I remember falling in love with R.E.M. It was 7th grade. Eric Buchakjian gave me a copy of an R.E.M. compilation (originally made by Kevin Mecum) containing selections from Murmur through Green. I thought it was the best thing since sliced bread. I received Lifes Rich Pageant (Michael Stipe hates punctuation) and Automatic for the People for Christmas, bought the rest of the back catalog over winter break, and the rest is history.
Before we get into Collapse Into Now, I want to talk about R.E.M.’s reputation over the years. I’d argue that R.E.M.’s public perception has followed the same trajectory as a beautiful woman. She was the cute girl in high school that everyone thought was attractive, but maybe she didn’t get as much attention as you would have expected. Everyone thought she was cute, but she was never in the running for Homecoming Queen (Chronic Town through Green era R.E.M.).
But college was a long time ago for R.E.M. She graduated. She is middle-aged and doesn’t turn heads like she used to. She hangs out at Village Tavern on weeknights, which is kind of sad. Every once in a while she’ll put on a terrible outfit and make a scene (Around the Sun). There are younger, prettier, more interesting and more provocative girls to check out now (Wilco, Radiohead, Arcade Fire, Lion v. Fish, etc.).
A few years ago R.E.M. started doing P90X with Live at the Olympia and then gave us Accelerate, the first album since New Adventures that I enjoyed listening to from beginning to end. Two years later, I still find myself listening to Accelerate from beginning to end. R.E.M. quietly started turning heads again.
So let’s talk about Collapse Into Now. At first, it brought back memories of young, hot R.E.M. and made me a little sad. Over the past few weeks it has grown on me quite a bit. One of the things that I’ve always liked about R.E.M. is that their lyrics are abstract. It’s fun to wonder what Michael is talking about, but it’s more fun to make up the story ourselves. Michael usually doesn’t even specify the main character’s gender, so we get an open-ended opportunity to make the song about anything or nothing. There are a few songs on Collapse Into Now that have made me create my own story. It felt good to do that again.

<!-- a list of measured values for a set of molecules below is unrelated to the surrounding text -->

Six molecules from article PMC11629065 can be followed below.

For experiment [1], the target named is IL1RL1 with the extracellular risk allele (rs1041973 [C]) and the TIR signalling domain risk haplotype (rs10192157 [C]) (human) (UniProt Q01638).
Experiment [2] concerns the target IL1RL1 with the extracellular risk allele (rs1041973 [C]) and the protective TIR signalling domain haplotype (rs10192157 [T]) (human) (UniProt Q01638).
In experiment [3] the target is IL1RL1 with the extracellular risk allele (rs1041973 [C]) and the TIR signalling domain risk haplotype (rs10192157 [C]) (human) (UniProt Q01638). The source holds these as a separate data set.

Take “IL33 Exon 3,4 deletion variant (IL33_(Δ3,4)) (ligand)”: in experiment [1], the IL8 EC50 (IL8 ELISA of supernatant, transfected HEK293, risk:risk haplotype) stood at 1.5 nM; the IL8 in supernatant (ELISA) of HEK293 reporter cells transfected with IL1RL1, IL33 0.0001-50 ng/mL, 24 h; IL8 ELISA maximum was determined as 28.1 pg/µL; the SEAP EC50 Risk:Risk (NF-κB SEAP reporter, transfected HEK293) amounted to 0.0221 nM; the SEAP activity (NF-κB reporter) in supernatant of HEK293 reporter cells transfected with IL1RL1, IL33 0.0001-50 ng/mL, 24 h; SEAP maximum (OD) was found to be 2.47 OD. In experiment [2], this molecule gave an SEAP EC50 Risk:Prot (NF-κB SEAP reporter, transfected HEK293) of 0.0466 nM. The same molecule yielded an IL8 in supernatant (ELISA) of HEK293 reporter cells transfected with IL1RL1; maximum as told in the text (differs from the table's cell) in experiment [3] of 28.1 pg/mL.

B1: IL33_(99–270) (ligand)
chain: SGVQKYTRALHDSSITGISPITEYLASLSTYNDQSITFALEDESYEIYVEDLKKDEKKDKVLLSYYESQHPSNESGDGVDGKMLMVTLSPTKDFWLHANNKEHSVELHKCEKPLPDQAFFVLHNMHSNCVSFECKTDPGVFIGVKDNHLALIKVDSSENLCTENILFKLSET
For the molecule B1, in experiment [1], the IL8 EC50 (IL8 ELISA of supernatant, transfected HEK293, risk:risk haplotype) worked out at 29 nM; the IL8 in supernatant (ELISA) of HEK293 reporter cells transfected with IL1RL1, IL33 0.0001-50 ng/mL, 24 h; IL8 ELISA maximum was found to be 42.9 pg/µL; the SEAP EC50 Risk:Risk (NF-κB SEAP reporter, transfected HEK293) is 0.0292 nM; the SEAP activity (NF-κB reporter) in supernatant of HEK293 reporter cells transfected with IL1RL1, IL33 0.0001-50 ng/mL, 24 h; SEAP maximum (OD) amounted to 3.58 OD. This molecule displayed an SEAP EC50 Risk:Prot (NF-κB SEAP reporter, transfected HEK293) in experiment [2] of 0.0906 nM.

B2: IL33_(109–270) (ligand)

“Discover” starts the album off with hope and sounds like something that could have been on Green. “Uberlin” is clearly an Automatic/Out of Time flashback. “Oh My Heart” is a continuation of “Houston” from Accelerate, but my first thought when Michael started singing at the beginning of the song was, “I haven’t heard him sound like that in a while.” “Mine Smell Like Honey” is a dumb sing-along for driving with the windows open. I mean that in the best possible way.
The day after Collapse Into Now came out, I emailed two old friends (the infamous Mecums) to talk about the album. I talked about how it reminded me of older R.E.M., which made me sad because I thought the new songs would never be as meaningful as the old ones. And they might not be. But I’m happy to say that I might be wrong. R.E.M. has changed her hair and started flirting with me again, and — for the first time in a while — I feel loved by R.E.M.
As I said, completely irrational. If I had to objectively rate the album, I’m not sure what I would give it. If Around the Sun is a 6 and Reckoning is a 10, I’d give Collapse Into Now an 8 ¼. For the record, Automatic is a 12. Maybe other people would rate Collapse Into Now a little lower, but love makes things more beautiful.